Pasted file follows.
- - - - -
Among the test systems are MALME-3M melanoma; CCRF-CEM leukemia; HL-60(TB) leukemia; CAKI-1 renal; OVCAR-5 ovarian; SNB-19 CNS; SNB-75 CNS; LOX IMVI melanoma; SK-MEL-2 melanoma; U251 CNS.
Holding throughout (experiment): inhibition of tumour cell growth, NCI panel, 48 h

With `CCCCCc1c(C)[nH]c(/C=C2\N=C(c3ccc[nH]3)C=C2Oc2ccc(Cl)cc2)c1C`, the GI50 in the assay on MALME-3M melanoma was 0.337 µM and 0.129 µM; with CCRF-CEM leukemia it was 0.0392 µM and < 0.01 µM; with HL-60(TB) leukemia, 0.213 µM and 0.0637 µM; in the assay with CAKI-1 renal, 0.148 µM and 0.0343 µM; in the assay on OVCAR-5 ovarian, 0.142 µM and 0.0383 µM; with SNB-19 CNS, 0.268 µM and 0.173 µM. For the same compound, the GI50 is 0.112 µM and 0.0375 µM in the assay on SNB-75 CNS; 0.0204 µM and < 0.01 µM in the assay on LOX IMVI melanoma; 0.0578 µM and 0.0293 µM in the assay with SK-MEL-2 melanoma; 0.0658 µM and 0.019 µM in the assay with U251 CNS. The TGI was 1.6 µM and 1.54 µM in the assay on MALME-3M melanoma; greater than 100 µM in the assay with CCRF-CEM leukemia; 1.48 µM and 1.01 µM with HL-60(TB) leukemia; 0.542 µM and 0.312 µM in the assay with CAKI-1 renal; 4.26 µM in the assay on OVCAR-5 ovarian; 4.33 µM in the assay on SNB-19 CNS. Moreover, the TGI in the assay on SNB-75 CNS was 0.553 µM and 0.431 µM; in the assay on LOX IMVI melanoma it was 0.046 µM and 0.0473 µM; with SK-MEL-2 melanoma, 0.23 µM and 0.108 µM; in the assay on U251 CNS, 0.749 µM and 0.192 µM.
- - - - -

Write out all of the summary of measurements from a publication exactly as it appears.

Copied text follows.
Among the test systems are MALME-3M melanoma; CCRF-CEM leukemia; HL-60(TB) leukemia; CAKI-1 renal; OVCAR-5 ovarian; SNB-19 CNS; SNB-75 CNS; LOX IMVI melanoma; SK-MEL-2 melanoma; U251 CNS.
Holding throughout (experiment): inhibition of tumour cell growth, NCI panel, 48 h

With `CCCCCc1c(C)[nH]c(/C=C2\N=C(c3ccc[nH]3)C=C2Oc2ccc(Cl)cc2)c1C`, the GI50 in the assay on MALME-3M melanoma was 0.337 µM and 0.129 µM; with CCRF-CEM leukemia it was 0.0392 µM and < 0.01 µM; with HL-60(TB) leukemia, 0.213 µM and 0.0637 µM; in the assay with CAKI-1 renal, 0.148 µM and 0.0343 µM; in the assay on OVCAR-5 ovarian, 0.142 µM and 0.0383 µM; with SNB-19 CNS, 0.268 µM and 0.173 µM. For the same compound, the GI50 is 0.112 µM and 0.0375 µM in the assay on SNB-75 CNS; 0.0204 µM and < 0.01 µM in the assay on LOX IMVI melanoma; 0.0578 µM and 0.0293 µM in the assay with SK-MEL-2 melanoma; 0.0658 µM and 0.019 µM in the assay with U251 CNS. The TGI was 1.6 µM and 1.54 µM in the assay on MALME-3M melanoma; greater than 100 µM in the assay with CCRF-CEM leukemia; 1.48 µM and 1.01 µM with HL-60(TB) leukemia; 0.542 µM and 0.312 µM in the assay with CAKI-1 renal; 4.26 µM in the assay on OVCAR-5 ovarian; 4.33 µM in the assay on SNB-19 CNS. Moreover, the TGI in the assay on SNB-75 CNS was 0.553 µM and 0.431 µM; in the assay on LOX IMVI melanoma it was 0.046 µM and 0.0473 µM; with SK-MEL-2 melanoma, 0.23 µM and 0.108 µM; in the assay on U251 CNS, 0.749 µM and 0.192 µM.